Jhang, Wun-Sin; Lo, Shih-Chiang; Yeh, Chen-Chao; Shu, Che-Chi

    2017-06-30

    The cellular behaviors under the control of genetic circuits are subject to stochastic fluctuations, or noise. The stochasticity in gene regulation, far from a nuisance, has been gradually appreciated for its unusual function in cellular activities. In this work, with Chemical Master Equation (CME), we discovered that the addition of inhibitors altered the stochasticity of regulatory proteins. For a bistable system of a mutually inhibitory network, such a change of noise led to the migration of cells in the bimodal distribution. We proposed that the consumption of regulatory protein caused by the addition of inhibitor is not the only reason for pushing cells to the specific state; the change of the intracellular stochasticity is also the main cause for the redistribution. For the level of the inhibitor capable of driving 99% of cells, if there is no consumption of regulatory protein, 88% of cells were guided to the specific state. It implied that cells were pushed, by the inhibitor, to the specific state due to the change of stochasticity.

  11. Basis set convergence on static electric dipole polarizability calculations of alkali-metal clusters

    Energy Technology Data Exchange (ETDEWEB)

    Souza, Fabio A. L. de; Jorge, Francisco E., E-mail: jorge@cce.ufes.br [Departamento de Fisica, Universidade Federal do Espirito Santo, 29060-900 Vitoria-ES (Brazil)

    2013-07-15

    A hierarchical sequence of all-electron segmented contracted basis sets of double, triple and quadruple zeta valence qualities plus polarization functions augmented with diffuse functions for the atoms from H to Ar was constructed. A systematic study of basis sets required to obtain reliable and accurate values of static dipole polarizabilities of lithium and sodium clusters (n = 2, 4, 6 and 8) at their optimized equilibrium geometries is reported. Three methods are examined: Hartree-Fock (HF), second-order Moeller-Plesset perturbation theory (MP2), and density functional theory (DFT). By direct calculations or by fitting the directly calculated values through one extrapolation scheme, estimates of the HF, MP2 and DFT complete basis set limits were obtained. Comparison with experimental and theoretical data reported previously in the literature is done (author)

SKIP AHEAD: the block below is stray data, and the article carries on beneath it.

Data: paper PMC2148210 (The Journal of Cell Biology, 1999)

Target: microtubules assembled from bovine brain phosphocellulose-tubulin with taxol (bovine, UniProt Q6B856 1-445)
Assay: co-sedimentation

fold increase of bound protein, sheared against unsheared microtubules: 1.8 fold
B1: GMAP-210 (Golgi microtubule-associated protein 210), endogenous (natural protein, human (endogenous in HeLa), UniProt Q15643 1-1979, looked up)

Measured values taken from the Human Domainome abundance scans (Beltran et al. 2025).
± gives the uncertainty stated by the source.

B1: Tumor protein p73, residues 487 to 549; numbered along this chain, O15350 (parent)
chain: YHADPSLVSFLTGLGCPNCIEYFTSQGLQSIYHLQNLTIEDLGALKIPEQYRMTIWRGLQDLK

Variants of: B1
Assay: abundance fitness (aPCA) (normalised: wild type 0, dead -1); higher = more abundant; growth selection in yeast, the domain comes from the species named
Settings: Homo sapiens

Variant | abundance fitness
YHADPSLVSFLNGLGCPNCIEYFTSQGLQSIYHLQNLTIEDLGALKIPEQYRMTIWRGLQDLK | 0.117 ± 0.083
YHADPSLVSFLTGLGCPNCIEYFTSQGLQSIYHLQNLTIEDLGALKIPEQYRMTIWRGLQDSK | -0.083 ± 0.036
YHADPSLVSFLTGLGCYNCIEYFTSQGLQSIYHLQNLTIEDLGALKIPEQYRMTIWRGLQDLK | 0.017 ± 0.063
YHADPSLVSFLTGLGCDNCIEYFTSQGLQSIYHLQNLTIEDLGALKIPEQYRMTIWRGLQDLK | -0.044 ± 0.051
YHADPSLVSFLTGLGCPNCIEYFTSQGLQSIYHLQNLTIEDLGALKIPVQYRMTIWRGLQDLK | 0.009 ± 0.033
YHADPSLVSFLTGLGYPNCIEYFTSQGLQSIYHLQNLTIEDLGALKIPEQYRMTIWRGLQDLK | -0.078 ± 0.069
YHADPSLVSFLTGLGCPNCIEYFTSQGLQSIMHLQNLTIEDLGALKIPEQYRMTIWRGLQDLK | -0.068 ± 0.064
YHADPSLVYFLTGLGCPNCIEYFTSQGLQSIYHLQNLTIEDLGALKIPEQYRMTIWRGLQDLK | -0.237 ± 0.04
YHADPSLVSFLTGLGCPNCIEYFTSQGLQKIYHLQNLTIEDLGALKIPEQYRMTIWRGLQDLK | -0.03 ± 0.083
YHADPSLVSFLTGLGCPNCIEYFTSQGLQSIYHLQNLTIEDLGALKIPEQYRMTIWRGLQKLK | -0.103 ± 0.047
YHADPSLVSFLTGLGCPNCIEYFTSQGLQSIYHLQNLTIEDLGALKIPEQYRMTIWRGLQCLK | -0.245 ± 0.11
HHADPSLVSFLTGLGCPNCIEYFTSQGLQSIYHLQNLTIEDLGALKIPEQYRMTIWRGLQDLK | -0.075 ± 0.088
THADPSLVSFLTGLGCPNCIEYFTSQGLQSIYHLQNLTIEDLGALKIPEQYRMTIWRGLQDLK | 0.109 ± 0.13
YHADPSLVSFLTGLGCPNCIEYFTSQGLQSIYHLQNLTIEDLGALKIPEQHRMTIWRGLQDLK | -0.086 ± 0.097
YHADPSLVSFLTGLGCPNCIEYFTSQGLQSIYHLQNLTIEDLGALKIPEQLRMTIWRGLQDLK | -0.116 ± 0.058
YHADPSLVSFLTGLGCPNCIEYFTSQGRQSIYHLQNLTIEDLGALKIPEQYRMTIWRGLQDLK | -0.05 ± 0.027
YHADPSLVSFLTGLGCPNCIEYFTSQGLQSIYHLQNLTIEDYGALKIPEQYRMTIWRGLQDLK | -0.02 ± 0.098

12. New predictions for generalized spin polarizabilities from heavy baryon chiral perturbation theory

    International Nuclear Information System (INIS)

    Chung-Wen Kao; Barbara Pasquini; Marc Vanderhaeghen

    2004-01-01

    We extract the next-to-next-to-leading order results for spin-flip generalized polarizabilities (GPs) of the nucleon from the spin-dependent amplitudes for virtual Compton scattering (VCS) at Ο(p 4 ) in heavy baryon chiral perturbation theory. At this order, no unknown low energy constants enter the theory, allowing us to make absolute predictions for all spin-flip GPs. Furthermore, by using constraint equations between the GPs due to nucleon crossing combined with charge conjugation symmetry of the VCS amplitudes, we get a next-to-next-to-next-to-leading order prediction for one of the GPs. We provide estimates for forthcoming double polarization experiments which allow to access these spin-flip GPs of the nucleon

  13. Insight into induced charges at metal surfaces and biointerfaces using a polarizable Lennard-Jones potential.

    Science.gov (United States)

    Geada, Isidro Lorenzo; Ramezani-Dakhel, Hadi; Jamil, Tariq; Sulpizi, Marialore; Heinz, Hendrik

    2018-02-19